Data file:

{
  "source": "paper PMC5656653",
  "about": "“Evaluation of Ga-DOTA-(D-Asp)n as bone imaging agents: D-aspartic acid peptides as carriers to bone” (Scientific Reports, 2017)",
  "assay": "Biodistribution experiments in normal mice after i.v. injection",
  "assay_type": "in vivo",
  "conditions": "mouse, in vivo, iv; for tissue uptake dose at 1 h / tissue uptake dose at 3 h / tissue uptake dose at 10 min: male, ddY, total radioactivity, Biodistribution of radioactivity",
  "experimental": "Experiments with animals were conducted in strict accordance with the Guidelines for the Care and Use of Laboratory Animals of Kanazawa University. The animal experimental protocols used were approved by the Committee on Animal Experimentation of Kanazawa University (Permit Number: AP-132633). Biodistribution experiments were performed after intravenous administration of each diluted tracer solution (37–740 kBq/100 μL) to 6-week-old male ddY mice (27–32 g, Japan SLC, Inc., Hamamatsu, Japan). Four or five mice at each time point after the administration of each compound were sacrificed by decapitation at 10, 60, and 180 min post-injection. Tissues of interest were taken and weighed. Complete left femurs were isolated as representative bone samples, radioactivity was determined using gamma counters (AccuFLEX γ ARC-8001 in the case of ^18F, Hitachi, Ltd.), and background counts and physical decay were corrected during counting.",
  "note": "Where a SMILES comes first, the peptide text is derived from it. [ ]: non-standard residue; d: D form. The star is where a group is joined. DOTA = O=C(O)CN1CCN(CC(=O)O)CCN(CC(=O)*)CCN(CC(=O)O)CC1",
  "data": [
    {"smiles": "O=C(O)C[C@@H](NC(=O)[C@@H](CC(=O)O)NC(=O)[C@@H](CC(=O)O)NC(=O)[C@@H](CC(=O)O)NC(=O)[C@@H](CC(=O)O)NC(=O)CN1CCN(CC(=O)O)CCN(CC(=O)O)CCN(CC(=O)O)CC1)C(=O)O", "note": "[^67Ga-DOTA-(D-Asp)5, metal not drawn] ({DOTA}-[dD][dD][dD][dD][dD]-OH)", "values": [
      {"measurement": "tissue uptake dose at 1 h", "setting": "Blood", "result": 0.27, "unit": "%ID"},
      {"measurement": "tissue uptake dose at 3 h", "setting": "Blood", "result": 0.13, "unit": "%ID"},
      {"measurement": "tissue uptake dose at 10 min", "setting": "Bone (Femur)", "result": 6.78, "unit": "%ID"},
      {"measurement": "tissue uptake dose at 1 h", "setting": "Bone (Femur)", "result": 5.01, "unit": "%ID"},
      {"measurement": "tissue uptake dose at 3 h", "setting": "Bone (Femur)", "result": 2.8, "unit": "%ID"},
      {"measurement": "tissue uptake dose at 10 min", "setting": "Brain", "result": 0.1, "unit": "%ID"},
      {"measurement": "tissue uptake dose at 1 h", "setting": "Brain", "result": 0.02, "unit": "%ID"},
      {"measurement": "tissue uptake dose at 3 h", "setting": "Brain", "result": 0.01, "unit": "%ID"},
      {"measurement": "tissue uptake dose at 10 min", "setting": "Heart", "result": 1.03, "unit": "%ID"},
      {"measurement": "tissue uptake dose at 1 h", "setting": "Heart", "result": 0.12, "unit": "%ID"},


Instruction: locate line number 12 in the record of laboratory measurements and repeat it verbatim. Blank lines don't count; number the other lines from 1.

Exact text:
      {"measurement": "tissue uptake dose at 3 h", "setting": "Blood", "result": 0.13, "unit": "%ID"},